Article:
My reading schedule is tight. I read an average of four to six hours a day (no TV gives me the opportunity). However, I vet what I read. I take exception with your description of my sources as being "atheistic, nihilist," etc because I first check their academic credential (Disclosure:  I am leery of the autodidactic "scholar" though, indeed, I sometimes do read them but only after the initial vetting). The New York Times---and the Washington Post---are by far the two most creditable newspapers in the USofA. They DO vet their journalist' articles before publishing; and they DO make corrections when something is later found to be inaccurate.

As to how someone close to 70 can still call himself an agnostic? Well, again, it is because of all the "facts [my] mind has assembled" that I can do so. Would I like to come to an answer? Damn right! Will I be able to achieve that before my death? NO. Why? In the "dialogs" I mention the first two questions in the Baltimore Catechism: Who made us? God. Who is God? God always was and always will be. Strangely enough, you can transfer these  same two questions to the scientific approach (I try to explain that concept in the dialogs). Einstein couldn't come up with an answer therefore I think it would be highly naive of me too think I might be able to pull it off. As to Einstein being an atheist, I am not aware of the "fact." He did speak of God in his writings.

You go on to say, "...with all your education...I still can't see how you can possibly consider denying the existence of God, or at least some concept of a Supreme Being." Well, you seem to be missing the point in my dialog titled "On God." In the dialogs, I ask Bob to define God. I have yet to do so. What I DO believe is that the Godhead is NOT the one in the Bible. I do not DENY a Supreme Being. I DO want a description of the Supreme Being, however. As to atheist, I have little sympathy for them and much scorn. They expound to KNOW which I find arrogant if not naive. At least the believer says "I believe because I have the faith that makes it possible." That's honest though too romantic for my purposes.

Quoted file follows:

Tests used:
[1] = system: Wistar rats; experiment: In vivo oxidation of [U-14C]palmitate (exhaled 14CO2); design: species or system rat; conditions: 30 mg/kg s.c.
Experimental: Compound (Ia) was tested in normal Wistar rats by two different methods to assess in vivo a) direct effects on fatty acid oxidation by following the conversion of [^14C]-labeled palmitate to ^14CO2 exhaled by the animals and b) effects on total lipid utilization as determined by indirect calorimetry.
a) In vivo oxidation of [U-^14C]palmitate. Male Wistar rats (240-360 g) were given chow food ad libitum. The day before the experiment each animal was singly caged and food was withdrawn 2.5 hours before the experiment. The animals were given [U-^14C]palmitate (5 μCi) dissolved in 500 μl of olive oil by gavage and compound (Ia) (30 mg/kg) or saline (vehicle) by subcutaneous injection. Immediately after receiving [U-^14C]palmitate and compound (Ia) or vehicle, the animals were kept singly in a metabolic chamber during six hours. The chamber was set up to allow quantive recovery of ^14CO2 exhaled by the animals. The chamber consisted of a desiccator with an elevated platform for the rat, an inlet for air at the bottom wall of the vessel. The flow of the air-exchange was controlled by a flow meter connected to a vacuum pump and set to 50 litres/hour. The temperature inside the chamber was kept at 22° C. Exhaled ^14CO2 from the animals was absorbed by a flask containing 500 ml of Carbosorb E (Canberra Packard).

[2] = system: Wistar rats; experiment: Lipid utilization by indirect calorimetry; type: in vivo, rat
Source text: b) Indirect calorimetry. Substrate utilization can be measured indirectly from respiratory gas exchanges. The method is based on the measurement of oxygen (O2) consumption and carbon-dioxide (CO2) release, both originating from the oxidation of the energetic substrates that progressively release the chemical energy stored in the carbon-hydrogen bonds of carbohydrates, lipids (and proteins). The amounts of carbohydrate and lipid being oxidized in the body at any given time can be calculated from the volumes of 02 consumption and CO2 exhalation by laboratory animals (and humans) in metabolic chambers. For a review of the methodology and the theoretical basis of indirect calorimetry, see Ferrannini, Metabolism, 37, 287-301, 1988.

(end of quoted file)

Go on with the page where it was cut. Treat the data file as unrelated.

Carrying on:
I think the following is a lyric from a Blood, Sweat & Tears' song, "Spinning Wheel?" Whatever. "I know there ain't no heaven; and I pray there ain't no hell." Well, I'm not a hypocrite, nor do I pray; but having died and lived to tell about it I feel confident to say, "I know there ain't no heaven nor is there a hell." You talk about my influences in derogatory terms, but since you are unaware of them you just can't make such judgments. Dr. Montesi, the professor for English 1, assigned us three books to read and report on. It was our choice, but first he would okay them. I submitted: The Great Gatsby; The Power and the Glory; and The Immoralist by A. Gide. Montesi looked at the first two and said, "Good selections." For the Gide book, he said, "This is on the Index." I looked at him and asked, "What is the Index?" He replied with, "What kind of school did you go to? Public or Catholic." I said, Catholic. He was perplexed that I didn't know of the Index (I don't recall the nuns going into any discussion of "lists" outside of the Legion of Decency's film ratings. Anyway, Montesi said, "I have no objections to your reading it Gould." I did. And I never understood what the Catholic Church found objectionable about it. As to the Graham Greene's book, a couple years later I would do a paper, for a philosophy course, titled "The Philosophy of Graham Greene". He was a great influence on me; he had converted to Catholism during his 20s. But  his books he often questioned the Catholic Church. He never won the Nobel Prize for Literature but that was because of pressure by the USofA who considered him a "lefty" (he wrote several screen plays for Hollywood films but, sometime during the 50s, he was no longer granted a visa to enter the states). But the point is, my influences are many and I am more than willing to list them, but rest assure the name Lee Strobel will not be amongst them.